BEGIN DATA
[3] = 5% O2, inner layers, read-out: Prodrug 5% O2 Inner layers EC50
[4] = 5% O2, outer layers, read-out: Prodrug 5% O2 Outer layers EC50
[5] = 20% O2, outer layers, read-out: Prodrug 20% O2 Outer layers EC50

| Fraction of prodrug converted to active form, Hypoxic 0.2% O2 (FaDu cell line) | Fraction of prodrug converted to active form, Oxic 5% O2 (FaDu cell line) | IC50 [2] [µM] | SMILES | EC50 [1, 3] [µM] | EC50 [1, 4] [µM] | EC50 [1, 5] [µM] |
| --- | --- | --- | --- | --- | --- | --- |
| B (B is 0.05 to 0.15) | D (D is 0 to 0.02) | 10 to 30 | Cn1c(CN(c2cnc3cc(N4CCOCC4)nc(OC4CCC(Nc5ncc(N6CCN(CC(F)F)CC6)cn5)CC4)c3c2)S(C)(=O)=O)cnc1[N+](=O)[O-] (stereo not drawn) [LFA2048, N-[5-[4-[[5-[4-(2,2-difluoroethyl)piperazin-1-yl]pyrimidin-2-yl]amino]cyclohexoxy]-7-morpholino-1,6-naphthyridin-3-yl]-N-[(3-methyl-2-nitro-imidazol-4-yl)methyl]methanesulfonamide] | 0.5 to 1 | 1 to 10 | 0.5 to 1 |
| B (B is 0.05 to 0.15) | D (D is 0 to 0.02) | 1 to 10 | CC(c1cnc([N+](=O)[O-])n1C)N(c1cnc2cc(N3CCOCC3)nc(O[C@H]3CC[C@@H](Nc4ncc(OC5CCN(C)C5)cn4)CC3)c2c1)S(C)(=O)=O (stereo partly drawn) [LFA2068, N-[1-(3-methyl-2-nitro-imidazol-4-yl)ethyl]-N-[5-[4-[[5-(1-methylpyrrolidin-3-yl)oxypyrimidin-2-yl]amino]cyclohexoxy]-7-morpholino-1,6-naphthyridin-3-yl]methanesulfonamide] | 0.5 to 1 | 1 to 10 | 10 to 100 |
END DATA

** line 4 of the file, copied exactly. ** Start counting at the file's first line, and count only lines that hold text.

| Fraction of prodrug converted to active form, Hypoxic 0.2% O2 (FaDu cell line) | Fraction of prodrug converted to active form, Oxic 5% O2 (FaDu cell line) | IC50 [2] [µM] | SMILES | EC50 [1, 3] [µM] | EC50 [1, 4] [µM] | EC50 [1, 5] [µM] |